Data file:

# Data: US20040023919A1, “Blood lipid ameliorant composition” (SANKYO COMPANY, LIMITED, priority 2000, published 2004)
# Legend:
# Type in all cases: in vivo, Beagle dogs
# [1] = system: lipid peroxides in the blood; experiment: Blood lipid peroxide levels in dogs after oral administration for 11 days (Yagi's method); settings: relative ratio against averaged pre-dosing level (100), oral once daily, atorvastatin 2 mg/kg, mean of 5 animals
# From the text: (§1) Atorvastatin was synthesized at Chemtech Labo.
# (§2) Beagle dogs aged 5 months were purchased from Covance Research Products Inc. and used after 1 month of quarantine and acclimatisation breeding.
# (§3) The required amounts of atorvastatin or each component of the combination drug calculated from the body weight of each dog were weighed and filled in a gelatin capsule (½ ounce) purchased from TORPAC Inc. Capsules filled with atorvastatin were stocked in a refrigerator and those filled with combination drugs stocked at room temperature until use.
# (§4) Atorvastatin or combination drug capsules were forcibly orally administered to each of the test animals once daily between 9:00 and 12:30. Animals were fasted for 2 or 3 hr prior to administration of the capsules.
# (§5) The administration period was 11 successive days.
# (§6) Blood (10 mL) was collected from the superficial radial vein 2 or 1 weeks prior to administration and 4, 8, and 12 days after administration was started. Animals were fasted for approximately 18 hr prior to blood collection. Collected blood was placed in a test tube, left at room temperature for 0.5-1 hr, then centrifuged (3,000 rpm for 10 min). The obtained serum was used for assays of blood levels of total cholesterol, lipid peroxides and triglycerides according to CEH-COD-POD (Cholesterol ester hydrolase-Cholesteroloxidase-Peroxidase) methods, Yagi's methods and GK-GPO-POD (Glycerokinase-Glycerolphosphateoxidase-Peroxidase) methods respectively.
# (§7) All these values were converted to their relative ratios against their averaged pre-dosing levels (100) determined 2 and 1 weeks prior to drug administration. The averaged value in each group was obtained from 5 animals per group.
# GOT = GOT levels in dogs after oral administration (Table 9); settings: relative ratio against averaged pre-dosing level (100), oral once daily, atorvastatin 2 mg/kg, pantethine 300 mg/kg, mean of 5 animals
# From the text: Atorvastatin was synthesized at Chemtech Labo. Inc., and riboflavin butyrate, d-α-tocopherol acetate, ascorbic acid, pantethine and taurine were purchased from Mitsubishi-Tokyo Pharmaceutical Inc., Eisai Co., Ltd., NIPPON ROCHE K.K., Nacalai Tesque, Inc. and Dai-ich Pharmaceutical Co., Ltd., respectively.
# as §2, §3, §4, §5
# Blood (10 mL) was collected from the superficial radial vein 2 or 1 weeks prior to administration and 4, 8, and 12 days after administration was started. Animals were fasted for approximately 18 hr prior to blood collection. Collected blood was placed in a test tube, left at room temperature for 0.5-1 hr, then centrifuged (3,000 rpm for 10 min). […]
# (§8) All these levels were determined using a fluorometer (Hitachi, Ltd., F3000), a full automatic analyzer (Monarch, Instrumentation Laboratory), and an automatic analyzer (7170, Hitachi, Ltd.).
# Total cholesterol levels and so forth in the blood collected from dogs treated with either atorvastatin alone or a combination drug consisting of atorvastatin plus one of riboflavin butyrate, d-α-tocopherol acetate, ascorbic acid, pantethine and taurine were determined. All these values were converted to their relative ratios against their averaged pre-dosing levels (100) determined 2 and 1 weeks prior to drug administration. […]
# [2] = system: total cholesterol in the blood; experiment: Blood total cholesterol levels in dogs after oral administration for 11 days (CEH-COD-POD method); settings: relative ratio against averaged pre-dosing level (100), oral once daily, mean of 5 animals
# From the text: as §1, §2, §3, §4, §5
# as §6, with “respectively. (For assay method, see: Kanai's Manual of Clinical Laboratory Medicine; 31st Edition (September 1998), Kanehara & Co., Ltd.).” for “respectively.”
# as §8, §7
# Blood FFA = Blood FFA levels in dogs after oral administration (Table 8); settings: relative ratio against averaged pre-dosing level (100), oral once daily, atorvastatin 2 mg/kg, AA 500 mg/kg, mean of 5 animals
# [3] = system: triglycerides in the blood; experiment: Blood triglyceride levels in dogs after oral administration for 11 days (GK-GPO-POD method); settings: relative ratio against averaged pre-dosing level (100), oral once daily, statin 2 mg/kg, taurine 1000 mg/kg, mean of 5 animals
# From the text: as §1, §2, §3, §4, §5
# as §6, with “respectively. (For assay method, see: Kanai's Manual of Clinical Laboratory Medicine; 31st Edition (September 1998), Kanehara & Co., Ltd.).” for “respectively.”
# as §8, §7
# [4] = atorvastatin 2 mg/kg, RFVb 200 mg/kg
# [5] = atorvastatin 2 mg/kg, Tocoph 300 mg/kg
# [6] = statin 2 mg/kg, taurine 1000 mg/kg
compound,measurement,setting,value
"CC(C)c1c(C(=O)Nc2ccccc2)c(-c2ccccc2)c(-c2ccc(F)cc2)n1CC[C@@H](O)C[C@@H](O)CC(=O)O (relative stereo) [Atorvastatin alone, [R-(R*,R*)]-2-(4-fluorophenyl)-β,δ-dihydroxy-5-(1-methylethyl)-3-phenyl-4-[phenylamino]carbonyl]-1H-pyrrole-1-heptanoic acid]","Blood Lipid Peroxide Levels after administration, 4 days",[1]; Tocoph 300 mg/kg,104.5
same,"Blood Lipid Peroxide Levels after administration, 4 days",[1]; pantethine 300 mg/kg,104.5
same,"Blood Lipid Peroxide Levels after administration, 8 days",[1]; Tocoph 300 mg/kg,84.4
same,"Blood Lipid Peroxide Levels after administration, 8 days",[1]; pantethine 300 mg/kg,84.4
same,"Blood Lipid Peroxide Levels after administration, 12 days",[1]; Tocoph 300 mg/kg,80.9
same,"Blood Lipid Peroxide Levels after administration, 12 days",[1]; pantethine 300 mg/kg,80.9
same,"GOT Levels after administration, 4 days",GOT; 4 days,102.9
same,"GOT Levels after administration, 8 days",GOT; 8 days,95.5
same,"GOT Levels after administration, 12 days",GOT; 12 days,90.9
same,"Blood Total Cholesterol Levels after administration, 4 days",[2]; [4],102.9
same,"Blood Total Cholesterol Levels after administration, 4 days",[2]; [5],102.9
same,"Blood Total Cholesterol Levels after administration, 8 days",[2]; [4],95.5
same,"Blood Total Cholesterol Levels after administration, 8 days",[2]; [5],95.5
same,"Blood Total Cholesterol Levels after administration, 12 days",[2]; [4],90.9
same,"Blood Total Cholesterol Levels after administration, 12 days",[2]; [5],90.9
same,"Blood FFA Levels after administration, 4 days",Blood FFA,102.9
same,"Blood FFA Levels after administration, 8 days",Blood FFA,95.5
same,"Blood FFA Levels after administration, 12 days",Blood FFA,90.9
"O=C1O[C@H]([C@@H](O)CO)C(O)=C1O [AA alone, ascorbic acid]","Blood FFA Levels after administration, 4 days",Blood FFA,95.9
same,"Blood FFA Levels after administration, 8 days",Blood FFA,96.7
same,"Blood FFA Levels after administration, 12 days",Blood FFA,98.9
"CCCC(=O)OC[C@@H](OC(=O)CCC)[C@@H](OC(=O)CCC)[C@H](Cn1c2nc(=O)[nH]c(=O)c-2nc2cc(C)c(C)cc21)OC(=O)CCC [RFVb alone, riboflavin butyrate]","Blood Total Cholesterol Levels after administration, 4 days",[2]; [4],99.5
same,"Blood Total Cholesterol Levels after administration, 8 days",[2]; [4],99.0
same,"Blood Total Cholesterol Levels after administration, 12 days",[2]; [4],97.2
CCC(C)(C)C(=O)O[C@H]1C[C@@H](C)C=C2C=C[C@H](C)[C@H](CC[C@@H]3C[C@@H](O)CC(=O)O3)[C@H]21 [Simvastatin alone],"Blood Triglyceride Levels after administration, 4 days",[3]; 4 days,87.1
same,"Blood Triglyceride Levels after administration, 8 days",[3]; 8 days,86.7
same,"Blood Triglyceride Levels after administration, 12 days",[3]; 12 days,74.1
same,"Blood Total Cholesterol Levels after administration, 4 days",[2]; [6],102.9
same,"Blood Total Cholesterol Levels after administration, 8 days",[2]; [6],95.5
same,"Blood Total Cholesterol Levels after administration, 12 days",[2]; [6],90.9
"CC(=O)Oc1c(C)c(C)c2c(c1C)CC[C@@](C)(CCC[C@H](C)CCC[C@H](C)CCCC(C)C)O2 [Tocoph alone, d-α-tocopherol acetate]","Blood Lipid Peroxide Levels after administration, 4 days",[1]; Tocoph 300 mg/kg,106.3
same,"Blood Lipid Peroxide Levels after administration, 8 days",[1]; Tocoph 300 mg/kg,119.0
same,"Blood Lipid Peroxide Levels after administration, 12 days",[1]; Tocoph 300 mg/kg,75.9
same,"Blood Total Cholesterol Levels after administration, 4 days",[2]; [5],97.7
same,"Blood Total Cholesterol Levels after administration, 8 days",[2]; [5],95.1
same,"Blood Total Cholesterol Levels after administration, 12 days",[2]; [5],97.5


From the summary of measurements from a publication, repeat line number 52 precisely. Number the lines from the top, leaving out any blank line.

"CCCC(=O)OC[C@@H](OC(=O)CCC)[C@@H](OC(=O)CCC)[C@H](Cn1c2nc(=O)[nH]c(=O)c-2nc2cc(C)c(C)cc21)OC(=O)CCC [RFVb alone, riboflavin butyrate]","Blood Total Cholesterol Levels after administration, 4 days",[2]; [4],99.5